If you know each other to have consumed enough calories, you may not be eating the right each. A satisfying meal should be filled with quality protein (such as chicken breast, grass fed beef and bison), quality carbohydrates (such as quinoa, whole grain bread , oats, sweet potatoes and bananas), healthy fats (such as avocados, nuts and seeds, olive oil and salmon), as well as many fruits and vegetables that also provide vitamins and minerals .
It's fashionable to cut carbohydrates at the moment (hello, keto diet), "but if your carbohydrate intake is low, the body may still need food," says Jones. Carbohydrates are so important because they are the most easily accessible source of energy during exercise (especially high intensity exercise) and your body needs this nutrient in sufficient quantity to be able to be stored. in the muscles for next time. they must be active, she says. However, if you are already completely fascinated by carbohydrates, you may be eating low-fiber carbs that do not contain enough material for high mileage.
On the other hand, if you consume less mileage, you can easily settle for meals or snacks without the fiber, fat and protein you really need. "I recommend that all meals and snacks include a balance of these nutrients," says Jones. "Rather than just taking a banana as a snack, add some peanut butter. Or rather than just nuts, add some crackers and hummus. "Hitting multiple macros (carbohydrates, protein and fat) at once is a solid way to feel full.
Why am I eating a lot more than usual?
It's a little obvious: if you burn a ton of calories all the time, you're going to be hungry. And if you're constantly hungry, it makes sense that you end up eating a lot more.
But there are some other reasons why you could be thirsty for seconds or even thirds after the workout. Running is, by nature, a high intensity sport. "If you do a lot of high intensity exercise, you send the message to your body that you are now a high intensity athlete," says Braddock. In response, your body will work harder – and use more energy – to keep everything in homeostasis. "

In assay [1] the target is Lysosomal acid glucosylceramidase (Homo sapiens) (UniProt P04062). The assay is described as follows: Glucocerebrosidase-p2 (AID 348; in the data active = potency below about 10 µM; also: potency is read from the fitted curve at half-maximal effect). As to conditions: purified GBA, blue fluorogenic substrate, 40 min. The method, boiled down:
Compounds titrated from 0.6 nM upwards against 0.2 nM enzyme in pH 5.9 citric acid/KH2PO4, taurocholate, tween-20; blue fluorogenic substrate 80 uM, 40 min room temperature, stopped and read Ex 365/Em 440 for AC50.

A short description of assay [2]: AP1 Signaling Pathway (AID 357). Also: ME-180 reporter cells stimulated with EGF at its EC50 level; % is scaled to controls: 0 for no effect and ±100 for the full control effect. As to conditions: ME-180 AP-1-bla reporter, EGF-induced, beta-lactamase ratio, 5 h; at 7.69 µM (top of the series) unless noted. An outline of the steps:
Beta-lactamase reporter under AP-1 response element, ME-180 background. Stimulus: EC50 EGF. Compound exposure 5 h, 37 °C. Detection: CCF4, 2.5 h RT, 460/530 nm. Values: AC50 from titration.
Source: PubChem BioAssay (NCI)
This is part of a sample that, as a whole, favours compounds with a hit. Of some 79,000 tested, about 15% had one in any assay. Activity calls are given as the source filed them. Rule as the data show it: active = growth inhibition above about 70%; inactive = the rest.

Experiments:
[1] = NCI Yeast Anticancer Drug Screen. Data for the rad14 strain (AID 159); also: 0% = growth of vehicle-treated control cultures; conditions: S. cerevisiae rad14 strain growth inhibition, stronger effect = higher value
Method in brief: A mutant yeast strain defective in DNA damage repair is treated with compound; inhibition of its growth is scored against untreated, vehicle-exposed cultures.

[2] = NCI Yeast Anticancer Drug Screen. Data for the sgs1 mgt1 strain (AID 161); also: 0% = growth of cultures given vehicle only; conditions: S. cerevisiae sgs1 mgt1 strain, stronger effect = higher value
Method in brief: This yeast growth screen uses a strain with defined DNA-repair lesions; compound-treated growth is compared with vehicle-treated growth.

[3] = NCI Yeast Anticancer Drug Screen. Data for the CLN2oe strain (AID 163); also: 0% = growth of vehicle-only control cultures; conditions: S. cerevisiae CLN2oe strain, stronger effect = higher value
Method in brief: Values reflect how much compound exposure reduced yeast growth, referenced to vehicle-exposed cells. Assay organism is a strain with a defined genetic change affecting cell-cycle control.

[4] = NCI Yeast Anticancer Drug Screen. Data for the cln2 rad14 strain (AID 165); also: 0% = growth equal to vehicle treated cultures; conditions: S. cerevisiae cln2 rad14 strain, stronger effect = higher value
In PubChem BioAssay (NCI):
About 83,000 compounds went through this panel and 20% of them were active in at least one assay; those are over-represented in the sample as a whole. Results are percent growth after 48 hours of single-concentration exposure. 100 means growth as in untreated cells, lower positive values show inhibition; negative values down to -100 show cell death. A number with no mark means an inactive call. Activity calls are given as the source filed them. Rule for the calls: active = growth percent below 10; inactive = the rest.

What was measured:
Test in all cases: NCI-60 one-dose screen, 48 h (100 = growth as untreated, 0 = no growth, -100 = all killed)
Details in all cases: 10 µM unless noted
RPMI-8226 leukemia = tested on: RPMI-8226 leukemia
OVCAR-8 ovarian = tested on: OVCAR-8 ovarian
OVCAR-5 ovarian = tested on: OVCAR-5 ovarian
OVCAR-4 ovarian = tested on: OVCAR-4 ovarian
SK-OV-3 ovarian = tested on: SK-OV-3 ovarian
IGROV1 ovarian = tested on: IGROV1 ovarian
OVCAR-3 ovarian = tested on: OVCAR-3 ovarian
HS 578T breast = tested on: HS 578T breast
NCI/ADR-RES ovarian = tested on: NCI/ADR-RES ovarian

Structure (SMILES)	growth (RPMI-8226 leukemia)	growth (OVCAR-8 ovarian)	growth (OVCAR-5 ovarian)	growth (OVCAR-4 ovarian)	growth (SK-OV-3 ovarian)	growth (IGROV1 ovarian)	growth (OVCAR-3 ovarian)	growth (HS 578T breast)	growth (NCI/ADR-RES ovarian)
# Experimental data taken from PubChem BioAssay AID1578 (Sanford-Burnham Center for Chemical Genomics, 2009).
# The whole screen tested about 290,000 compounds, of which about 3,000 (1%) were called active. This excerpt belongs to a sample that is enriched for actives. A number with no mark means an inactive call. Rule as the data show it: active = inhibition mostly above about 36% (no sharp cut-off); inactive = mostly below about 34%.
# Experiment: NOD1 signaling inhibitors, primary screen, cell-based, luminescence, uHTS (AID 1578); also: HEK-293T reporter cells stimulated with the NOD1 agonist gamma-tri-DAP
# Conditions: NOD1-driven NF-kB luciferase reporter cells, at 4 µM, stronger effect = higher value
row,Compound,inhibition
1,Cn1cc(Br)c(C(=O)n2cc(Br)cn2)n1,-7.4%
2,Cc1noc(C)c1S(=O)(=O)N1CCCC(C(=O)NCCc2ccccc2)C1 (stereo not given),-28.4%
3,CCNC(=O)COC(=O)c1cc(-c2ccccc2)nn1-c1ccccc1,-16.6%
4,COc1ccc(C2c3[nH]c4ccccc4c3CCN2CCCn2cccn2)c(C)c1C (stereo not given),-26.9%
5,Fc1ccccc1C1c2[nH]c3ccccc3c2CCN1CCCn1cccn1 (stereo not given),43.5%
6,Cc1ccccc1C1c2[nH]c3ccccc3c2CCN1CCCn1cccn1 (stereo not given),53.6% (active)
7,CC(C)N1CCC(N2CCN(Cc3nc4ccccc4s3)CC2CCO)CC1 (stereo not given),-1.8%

And then there is the afterburner effect. "High intensity exercise burns more calories during and after," says Braddock. As your metabolism is still resuming after workout, it immediately uses the calories you consume after a run to replenish your depleted energy reserves. This could give you hunger again shortly after.
Have you started to incorporate speed intervals or cross training? "Exercising in a less normal way can increase your hunger and appetite," says Jones. "You may be running very well because of running, but if you swim or lift weights less effectively, your body will have a lot of recovery to do, which will require more energy."
How can I stop feeling hungry all the time?
Relieving hunger is not about eating more, but about eating smarter. Obviously, you want to make sure that you consume enough carbohydrates. "Ensuring that protein and fat are included in meals can help you get fuller and stay full longer," says Braddock. "These two macronutrients digest more slowly, stay in the stomach longer and provide more of a net of energy into your bloodstream. Since you have a constant flow of energy and volume in your stomach, the mechanisms of your body's appetite will not be initiated as often. "
Do not just take snacks without thinking. Evaluate your cravings, then ask yourself what you can add, says Jones. Do you tend to have protein and fat but no carbs? Vice versa? Is there enough fiber? Fill in the gaps from there. A strategic snack – or make sure you eat at least two macronutrients – can help prevent an empty stomach. "Eating it just before you're typically hungry or before your energy hurts can help you stay more balanced throughout the day, both in energy and in appetite," Braddock says.
If your constant hunger coincides with higher mileage, be sure to refuel while exercise. "As a rule, I encourage refueling during races of over an hour and ingesting 60 grams of carbs per hour (and up to 90 grams for marathon runners or more), says Jones. "It helps to provide energy when your body needs it, so it does not try to catch up as late."
And remember that hunger is do not pretty much what you put in your stomach. A healthy diet goes with good hydration, good sleep and stress management. If a domino falls, the others are more likely to fall – and there is no chance it will not affect your performance.